There is nothing quite like delicious, fresh fruit on a hot summer day. Picture this: you are at the beach, the sun is beating down on you, but the bowl of watermelon in your lap is refreshing and it is keeping you hydrated, life is good. Does it get better than that? Actually, it might …
There is in fact a down-side to purchasing fresh fruit – the short shelf life. Oftentimes we see our money go down the drain alongside the moldy fruit we just bought a couple of days ago.
However, with the process of freeze-drying, your fruit can now have a shelf life of 25 years! The low-maintenance that freeze-dried fruit requires is perfect for a road-trip, camping, or simply for everyday use.
Welcome to this week’s segment on What Can Be Freeze-Dried? Fruit Edition!
So, then, what fruit can even be freeze-dried? For the most part, every fruit can be freeze-dried. Strawberries, cherries, grapes, apples, bananas, watermelon you can freeze-dry it all! Doesn’t that sound too good to be true? Well, you can always trust us here at that sweet lyfe and we can confirm that IT IS TRUE!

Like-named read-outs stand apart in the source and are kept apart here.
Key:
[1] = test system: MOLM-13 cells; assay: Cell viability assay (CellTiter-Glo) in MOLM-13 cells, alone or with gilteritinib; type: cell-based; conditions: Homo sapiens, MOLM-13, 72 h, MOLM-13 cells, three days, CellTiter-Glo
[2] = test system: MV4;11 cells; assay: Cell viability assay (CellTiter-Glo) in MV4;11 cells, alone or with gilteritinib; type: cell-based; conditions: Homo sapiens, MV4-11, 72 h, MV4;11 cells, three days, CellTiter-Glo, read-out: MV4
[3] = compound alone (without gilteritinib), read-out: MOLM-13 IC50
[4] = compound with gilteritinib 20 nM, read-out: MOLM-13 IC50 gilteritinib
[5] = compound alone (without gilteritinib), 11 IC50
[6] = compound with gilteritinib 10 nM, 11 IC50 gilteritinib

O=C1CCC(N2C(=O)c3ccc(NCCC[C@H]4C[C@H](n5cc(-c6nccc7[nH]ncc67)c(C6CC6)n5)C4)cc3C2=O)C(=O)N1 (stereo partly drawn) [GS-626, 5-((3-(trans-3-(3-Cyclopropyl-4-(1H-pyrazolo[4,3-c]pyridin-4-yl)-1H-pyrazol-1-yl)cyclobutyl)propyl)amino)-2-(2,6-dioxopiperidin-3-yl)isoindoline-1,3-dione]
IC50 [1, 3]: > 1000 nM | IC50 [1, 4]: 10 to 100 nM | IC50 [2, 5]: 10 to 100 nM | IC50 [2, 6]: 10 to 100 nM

The Most Popular Freeze-Dried Fruits Are:
- Freeze-dried strawberries
- Freeze-dried mangos
- Freeze-dried raspberries
- Freeze-dried apples
- Freeze-dried blueberries
- Freeze-dried bananas
Our personal favourite is dried-strawberries! YUM!
There aren’t any specific fruits that cannot be freeze-dried. It is just a matter of which fruits take longer to freeze-dry and which fruits you need more time to prepare before freeze-drying them. Grapes, for example, have a thick outer layer, and so it will take a lot longer to freeze-dry a grape than to freeze-dry let’s say a banana slice. And as for cherries, there is an additional preparation phase to the freeze-drying process because you have to remove the pit of the cherry beforehand.
If there are a few tips that we can give you, before you put your fruit in your freeze-drying machine, they are to:
- Cut the fruit into small chunks for better results.
- Cut through fruit such as grapes and blueberries because they have a thick outer layer that can make it difficult to remove the moisture during the freeze-drying process.
Picture this: you are making last-minute plans for a road-trip with your friends, you are rushing to pack everything you can think of, you enter your kitchen and you need to bring snacks since you are camping outside for a few days, but then you remember the freeze-dried bags of fruit you have in your pantry, so you snatch those up, toss them into your bag – because they are easy to store – and you run out of the door to go pick up your friends.
And the trip went perfectly.**Have a very Merry Christmas**